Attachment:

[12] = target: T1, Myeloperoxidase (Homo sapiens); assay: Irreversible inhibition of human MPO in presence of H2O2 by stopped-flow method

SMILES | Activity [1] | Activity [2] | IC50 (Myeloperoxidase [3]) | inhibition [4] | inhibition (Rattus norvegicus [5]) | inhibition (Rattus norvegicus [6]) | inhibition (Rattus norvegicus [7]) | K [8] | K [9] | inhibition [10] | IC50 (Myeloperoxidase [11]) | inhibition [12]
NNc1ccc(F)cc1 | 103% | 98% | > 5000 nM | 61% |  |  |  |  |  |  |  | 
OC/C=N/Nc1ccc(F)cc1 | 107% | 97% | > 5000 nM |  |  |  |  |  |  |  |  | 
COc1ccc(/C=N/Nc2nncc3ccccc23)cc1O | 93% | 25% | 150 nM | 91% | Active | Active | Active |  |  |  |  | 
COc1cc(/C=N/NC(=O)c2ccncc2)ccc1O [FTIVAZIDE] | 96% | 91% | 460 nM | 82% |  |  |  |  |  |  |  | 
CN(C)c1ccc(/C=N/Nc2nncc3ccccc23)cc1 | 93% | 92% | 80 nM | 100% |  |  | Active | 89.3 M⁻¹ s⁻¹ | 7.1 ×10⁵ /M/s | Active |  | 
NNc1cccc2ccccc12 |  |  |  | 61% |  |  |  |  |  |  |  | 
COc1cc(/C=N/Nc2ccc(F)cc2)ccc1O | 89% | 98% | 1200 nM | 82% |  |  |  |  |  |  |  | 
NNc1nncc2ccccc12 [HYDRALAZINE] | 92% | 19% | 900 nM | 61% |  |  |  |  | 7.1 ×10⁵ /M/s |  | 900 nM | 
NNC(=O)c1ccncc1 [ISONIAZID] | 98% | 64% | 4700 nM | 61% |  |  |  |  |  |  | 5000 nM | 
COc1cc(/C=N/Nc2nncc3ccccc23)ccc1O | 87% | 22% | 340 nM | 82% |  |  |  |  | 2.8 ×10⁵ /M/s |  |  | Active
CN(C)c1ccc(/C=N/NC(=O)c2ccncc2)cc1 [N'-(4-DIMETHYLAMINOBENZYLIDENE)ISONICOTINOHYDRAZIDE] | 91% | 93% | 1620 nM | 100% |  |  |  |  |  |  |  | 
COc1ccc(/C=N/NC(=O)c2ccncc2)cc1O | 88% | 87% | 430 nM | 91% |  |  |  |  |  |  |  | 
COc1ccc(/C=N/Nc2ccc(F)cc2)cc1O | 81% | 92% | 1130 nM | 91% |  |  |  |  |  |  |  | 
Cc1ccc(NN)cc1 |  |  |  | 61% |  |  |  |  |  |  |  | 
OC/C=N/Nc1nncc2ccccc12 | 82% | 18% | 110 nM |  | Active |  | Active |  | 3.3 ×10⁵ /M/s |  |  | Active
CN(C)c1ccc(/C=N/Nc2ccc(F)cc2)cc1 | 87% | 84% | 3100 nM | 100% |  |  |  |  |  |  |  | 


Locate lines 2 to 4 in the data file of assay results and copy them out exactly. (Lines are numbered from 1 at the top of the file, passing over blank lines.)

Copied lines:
SMILES | Activity [1] | Activity [2] | IC50 (Myeloperoxidase [3]) | inhibition [4] | inhibition (Rattus norvegicus [5]) | inhibition (Rattus norvegicus [6]) | inhibition (Rattus norvegicus [7]) | K [8] | K [9] | inhibition [10] | IC50 (Myeloperoxidase [11]) | inhibition [12]
NNc1ccc(F)cc1 | 103% | 98% | > 5000 nM | 61% |  |  |  |  |  |  |  | 
OC/C=N/Nc1ccc(F)cc1 | 107% | 97% | > 5000 nM |  |  |  |  |  |  |  |  | 